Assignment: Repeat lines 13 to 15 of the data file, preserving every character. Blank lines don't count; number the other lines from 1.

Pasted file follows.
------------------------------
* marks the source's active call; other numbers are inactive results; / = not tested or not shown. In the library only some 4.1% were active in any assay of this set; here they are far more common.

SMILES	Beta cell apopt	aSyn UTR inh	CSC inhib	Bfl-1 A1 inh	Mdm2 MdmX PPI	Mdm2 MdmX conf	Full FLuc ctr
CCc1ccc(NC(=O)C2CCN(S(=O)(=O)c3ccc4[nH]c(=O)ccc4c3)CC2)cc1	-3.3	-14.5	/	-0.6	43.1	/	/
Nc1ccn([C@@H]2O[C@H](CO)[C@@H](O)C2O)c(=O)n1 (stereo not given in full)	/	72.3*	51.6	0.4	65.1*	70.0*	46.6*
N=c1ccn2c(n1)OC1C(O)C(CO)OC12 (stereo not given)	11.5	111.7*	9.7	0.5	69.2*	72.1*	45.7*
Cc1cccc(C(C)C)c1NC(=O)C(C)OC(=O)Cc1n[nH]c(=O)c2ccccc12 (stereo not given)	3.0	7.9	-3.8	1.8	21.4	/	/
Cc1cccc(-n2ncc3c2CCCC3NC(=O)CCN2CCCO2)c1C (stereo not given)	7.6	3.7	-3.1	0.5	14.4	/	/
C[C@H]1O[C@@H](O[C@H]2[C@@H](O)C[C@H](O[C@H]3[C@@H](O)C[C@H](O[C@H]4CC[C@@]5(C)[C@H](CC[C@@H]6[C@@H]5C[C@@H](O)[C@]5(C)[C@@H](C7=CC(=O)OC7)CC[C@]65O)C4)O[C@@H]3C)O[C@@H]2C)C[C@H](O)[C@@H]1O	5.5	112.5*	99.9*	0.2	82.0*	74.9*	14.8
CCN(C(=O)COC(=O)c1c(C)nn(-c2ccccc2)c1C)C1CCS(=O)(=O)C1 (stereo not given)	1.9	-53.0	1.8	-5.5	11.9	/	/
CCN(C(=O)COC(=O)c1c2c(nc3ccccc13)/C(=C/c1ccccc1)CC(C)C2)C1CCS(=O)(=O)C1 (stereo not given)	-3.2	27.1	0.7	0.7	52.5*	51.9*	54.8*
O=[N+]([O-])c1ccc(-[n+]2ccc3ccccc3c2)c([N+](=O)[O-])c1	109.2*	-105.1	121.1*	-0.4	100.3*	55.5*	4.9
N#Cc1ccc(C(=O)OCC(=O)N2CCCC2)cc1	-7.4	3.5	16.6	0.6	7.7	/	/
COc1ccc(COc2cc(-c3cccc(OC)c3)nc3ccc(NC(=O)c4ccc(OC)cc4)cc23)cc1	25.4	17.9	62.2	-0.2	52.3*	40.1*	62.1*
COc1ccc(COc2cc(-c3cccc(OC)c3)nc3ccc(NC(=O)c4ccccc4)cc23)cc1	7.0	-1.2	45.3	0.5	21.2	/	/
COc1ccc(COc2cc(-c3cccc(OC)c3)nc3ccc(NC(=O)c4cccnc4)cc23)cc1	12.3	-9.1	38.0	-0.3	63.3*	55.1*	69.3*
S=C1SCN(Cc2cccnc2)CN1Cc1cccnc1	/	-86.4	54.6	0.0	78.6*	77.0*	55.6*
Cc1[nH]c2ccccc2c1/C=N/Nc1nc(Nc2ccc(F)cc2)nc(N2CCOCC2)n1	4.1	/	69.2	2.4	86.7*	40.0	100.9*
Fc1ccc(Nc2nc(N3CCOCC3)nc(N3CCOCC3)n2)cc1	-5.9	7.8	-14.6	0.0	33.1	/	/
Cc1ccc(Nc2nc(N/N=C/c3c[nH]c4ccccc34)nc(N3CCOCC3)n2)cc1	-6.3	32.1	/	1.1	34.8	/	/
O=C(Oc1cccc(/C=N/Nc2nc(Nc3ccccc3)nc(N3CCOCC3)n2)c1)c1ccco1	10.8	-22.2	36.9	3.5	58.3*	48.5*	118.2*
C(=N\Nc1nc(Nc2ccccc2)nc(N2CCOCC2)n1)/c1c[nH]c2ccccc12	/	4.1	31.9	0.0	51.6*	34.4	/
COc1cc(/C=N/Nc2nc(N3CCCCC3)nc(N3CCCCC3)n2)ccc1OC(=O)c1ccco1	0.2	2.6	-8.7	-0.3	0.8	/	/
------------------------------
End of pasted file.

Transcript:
COc1ccc(COc2cc(-c3cccc(OC)c3)nc3ccc(NC(=O)c4ccc(OC)cc4)cc23)cc1	25.4	17.9	62.2	-0.2	52.3*	40.1*	62.1*
COc1ccc(COc2cc(-c3cccc(OC)c3)nc3ccc(NC(=O)c4ccccc4)cc23)cc1	7.0	-1.2	45.3	0.5	21.2	/	/
COc1ccc(COc2cc(-c3cccc(OC)c3)nc3ccc(NC(=O)c4cccnc4)cc23)cc1	12.3	-9.1	38.0	-0.3	63.3*	55.1*	69.3*